Internet dilutes gospel message

As a scholar of communications, I often reflect on the ways in which we interpersonally communicate, and how we deliver information to each other. Indeed, when I communicate any story or news to someone, I have to remind myself that the communication medium is often an essential part of the message. I recently read Larry Hollon’s book, “We Must Speak: Rethinking How We Communicate Faith in the 21st Century,” and reflected upon the idea that if the medium is the message, then in religious communications the way we deliver the Gospel is a theological act in itself.

One of Hollon’s key points in his book is that as the availability and use of the Internet spreads quickly, even into third world countries, the ability to spread the Gospel to remote communities also increases. As we all connect to the web, we create a wireless communication loop. However, this communication does not replace or undermine the importance of face-to- face interpersonal communication, something I find very important when we share the word of God. Therefore, if we continue to use mobile technology and social media to spread the Gospel, are we in turn watering down or disrespecting God’s word through the mediums we use?

I worked at a religious communications firm two summers ago, and part of my job was to review and respond to comments and questions left on the firm’s Facebook page, which was created to be a place where people can come and discuss the role of the Bible in the 21st century. When I received my first confrontational question, I realized that to adequately address the individual’s comment I would need pages of space and would want to have a way that she could contact me again to continue the conversation. We were discussing a delicate issue and my biggest fear was that we would begin a conversation and never receive closure of any sort.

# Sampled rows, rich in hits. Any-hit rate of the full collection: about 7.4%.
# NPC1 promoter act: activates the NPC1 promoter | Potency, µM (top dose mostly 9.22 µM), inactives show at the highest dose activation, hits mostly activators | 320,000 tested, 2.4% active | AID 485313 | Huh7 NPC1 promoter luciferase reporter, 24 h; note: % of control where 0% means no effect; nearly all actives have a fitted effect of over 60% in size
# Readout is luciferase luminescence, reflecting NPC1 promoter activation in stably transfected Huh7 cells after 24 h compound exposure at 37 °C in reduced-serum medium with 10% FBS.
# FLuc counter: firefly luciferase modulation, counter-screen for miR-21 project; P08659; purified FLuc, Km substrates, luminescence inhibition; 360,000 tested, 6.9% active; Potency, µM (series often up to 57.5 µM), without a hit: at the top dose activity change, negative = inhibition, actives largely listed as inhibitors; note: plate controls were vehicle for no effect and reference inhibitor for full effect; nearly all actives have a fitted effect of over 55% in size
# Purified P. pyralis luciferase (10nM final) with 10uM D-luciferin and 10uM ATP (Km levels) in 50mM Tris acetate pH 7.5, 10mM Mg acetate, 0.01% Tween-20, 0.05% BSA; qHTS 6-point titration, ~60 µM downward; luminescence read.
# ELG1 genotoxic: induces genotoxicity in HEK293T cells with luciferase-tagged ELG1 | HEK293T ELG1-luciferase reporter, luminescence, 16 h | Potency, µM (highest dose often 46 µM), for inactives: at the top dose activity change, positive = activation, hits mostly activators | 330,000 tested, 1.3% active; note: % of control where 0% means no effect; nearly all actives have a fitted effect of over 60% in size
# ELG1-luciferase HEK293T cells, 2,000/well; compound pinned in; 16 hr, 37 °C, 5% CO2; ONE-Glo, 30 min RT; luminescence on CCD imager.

I feared we would only stir the pot of discourse and nothing good would come from it. It was in that moment I realized that we can use social media to connect and organize, but building a relationship with someone or conversing with them about highly sensitive issues was almost impossible. Things were missing — tone, body language, the ability to show respect with non-verbal cues — that would have helped diffuse the situation and would have promoted a healthy chat.

I still think that social media has an important role in 21st century religious communications. Social media helps to facilitate conversations with people across cultures and backgrounds, and we can use it to organize and advocate with and for people with whom we previously had little or no contact.

However, when we begin to have those serious conversations about faith and spirituality there is a point where social media limits the relationship we can build with the person on the other side of the Internet connection. So instead of using social media and mobile technology to share God’s love, perhaps the most appropriate way to use such technologies is to organize communities of individuals who can explore the Gospel together and establish networks of support in new and extraordinary ways.

Graves is a senior majoring in communications and religious studies.

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